–Was the product accurately described and did it meet the customer’s expectation?
–Did the product arrive within the expected delivery window?
–If the order experience did not meet the customer’s expectations, how difficult was it for the customer to make a return?

By conducting a thorough discovery process around its return policies and procedures, a retailer can develop a framework that will assist it in the implementation of a comprehensive program designed to dramatically improve business operations and the customer shopping experience while reducing costs, improving profit margins and increasing revenues.

Once the decision to make a change to the returns process has been made, there are three keys to success:

–A clearly stated and easy to understand returns policy
–A controlled method for collecting data
–A no hassle-returns process

The policy

One of the most critical components of a customer-friendly returns process is to make sure that the merchandise return policy is clearly stated on the company’s website or in its catalog. What’s more, the return policy and procedures need to be clearly stated on the order summary that accompanies the package upon delivery.

Studies have shown that potential customers will not make a purchase from a direct merchant if the return policy is not easy. By not having the ability to secure that first-time purchase, it is impossible for the retailer to convert a buyer to a long-term customer, and it is the repeat buyer that creates tremendous value for the retailer and its shareholders.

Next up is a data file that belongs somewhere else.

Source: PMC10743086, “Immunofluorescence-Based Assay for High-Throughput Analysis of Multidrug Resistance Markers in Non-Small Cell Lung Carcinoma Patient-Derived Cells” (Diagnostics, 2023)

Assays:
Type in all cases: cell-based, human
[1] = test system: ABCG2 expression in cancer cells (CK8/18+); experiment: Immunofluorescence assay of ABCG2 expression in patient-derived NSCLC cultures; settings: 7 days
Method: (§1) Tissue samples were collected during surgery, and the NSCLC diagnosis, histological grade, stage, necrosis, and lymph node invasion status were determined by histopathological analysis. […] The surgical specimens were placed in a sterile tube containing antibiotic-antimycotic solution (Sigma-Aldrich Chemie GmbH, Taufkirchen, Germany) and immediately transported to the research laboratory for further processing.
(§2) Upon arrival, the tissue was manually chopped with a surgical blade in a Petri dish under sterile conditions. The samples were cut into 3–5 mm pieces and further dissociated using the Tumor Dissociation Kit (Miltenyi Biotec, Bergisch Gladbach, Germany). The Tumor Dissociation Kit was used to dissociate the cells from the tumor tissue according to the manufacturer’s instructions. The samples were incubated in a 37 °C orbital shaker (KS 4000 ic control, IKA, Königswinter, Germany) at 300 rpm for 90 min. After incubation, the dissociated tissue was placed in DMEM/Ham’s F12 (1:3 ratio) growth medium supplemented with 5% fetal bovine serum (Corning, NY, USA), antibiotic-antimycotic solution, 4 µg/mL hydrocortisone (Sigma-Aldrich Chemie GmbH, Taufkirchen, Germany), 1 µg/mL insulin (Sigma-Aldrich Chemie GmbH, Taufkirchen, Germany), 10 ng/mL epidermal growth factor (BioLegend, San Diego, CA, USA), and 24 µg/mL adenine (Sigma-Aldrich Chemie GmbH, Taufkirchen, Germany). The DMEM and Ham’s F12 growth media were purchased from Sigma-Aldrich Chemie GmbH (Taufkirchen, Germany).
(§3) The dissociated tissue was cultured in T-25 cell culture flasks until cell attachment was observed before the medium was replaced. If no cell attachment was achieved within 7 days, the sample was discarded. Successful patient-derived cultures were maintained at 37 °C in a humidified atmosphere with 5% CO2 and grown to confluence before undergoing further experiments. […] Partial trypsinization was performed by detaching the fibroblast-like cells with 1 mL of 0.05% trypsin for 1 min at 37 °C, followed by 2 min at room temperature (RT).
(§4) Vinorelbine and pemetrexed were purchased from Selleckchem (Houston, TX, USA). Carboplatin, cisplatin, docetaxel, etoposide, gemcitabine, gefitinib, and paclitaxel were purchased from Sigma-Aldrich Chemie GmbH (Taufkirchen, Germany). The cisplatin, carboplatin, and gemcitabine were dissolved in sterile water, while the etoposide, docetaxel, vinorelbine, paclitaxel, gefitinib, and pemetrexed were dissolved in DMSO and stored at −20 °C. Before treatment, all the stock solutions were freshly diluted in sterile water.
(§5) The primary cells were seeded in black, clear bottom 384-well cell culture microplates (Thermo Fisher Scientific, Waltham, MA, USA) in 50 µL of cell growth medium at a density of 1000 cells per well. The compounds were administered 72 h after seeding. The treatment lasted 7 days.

The data collection

A common problem retailers face in the returns process is the collection of data associated with the return. To better understand why a product was returned, most retailers designate an area on the order summary where a customer tells why they are returning the merchandise. Of course this can provide the retailer with valuable information that allows them to make critical business decisions if it is properly utilized. This information enables retailers to make modifications to their business such as:

–Change the merchandise mix
–Offer more cost effective delivery options to the customer
–Identify defective merchandise in the supply chain so it can address those issues with vendors
–Improve internal processes aimed at reducing and/or eliminating costs.